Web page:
Innovative Method soap factory shows historic Chicago’s Pullman has a future

Innovative method soap factory shows historic pullman has a future
The new Method soap factory in Chicago’s Pullman neighborhood is seen April 23, 2015

When President Barack Obama declared historic Pullman a national monument in February, the focus was on the past: the company town of railroad carmaker George Pullman, the violent labor strike of 1894 and the Pullman porters who set the stage for the civil rights movement.

On Tuesday, when Mayor Rahm Emanuel speaks at the official opening of an innovative new soap factory in Pullman, the spotlight will shift to the present and future: a ray of hope and 60, eventually 100, jobs for a Far South Side community that needs them.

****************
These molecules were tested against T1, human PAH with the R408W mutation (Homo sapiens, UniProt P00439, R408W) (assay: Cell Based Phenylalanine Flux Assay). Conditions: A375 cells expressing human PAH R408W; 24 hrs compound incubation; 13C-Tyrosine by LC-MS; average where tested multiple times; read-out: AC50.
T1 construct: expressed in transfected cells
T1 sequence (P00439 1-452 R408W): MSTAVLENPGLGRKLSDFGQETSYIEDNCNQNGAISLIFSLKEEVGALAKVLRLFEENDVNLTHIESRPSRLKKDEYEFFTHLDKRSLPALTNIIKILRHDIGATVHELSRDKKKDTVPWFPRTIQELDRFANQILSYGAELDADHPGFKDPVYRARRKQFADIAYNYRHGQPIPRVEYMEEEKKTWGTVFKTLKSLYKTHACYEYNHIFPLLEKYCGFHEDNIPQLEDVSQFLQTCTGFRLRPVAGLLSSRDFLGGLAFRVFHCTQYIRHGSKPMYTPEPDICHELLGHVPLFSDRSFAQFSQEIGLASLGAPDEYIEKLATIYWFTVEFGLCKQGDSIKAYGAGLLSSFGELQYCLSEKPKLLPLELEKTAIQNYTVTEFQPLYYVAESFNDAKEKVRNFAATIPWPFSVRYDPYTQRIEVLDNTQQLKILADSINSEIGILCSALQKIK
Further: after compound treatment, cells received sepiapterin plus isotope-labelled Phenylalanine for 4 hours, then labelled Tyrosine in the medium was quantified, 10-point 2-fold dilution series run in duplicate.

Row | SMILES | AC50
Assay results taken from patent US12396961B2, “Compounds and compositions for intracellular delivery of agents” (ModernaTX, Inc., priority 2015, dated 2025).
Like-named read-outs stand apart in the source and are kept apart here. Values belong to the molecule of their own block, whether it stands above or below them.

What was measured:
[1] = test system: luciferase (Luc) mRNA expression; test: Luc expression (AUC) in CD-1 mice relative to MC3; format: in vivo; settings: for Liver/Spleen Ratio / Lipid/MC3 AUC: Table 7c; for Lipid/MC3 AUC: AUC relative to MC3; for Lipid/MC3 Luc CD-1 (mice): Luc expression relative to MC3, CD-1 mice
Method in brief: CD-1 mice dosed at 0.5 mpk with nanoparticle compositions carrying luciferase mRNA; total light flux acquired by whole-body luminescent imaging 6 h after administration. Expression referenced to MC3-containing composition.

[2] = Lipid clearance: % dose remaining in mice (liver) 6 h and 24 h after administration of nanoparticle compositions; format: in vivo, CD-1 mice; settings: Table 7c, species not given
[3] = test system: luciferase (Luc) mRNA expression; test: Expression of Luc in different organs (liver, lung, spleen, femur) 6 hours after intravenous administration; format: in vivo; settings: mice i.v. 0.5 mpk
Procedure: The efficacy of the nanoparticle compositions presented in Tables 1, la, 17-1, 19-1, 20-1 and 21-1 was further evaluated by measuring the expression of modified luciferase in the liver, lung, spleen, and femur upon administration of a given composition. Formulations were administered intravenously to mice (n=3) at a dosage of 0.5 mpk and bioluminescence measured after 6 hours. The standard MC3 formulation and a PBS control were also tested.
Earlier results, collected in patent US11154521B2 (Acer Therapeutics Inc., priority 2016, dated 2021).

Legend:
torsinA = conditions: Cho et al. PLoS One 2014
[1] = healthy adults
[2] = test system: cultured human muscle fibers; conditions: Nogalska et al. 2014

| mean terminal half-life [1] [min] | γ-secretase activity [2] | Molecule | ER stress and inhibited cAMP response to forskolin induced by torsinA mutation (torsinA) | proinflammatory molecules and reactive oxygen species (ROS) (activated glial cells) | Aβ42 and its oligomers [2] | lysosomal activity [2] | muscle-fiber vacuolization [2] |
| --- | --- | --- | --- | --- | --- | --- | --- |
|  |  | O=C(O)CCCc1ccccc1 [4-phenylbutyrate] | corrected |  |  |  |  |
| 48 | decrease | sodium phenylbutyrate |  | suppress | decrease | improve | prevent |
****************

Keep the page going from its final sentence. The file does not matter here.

Then there’s the building itself — a plain concrete box that comes with green-tinged bells and whistles such as a 230-foot-tall wind turbine, computer-driven solar “trees” that shift position with the sun and a rooftop greenhouse for growing lettuce, kale and other produce.

Yes, it’s going to grow stuff you eat, on the roof of a soap factory.

The greenhouse, the building’s architect quips, is based on the idea that “farm follows function.”

The $30 million factory for Method, a San Francisco-based maker of hip-looking, eco-friendly cleaning products, is by no means a great or even good work of architecture. But it does the basics of form and function right, so there’s something more than spin to the company’s nickname for the building — “The South Side Soapbox.” []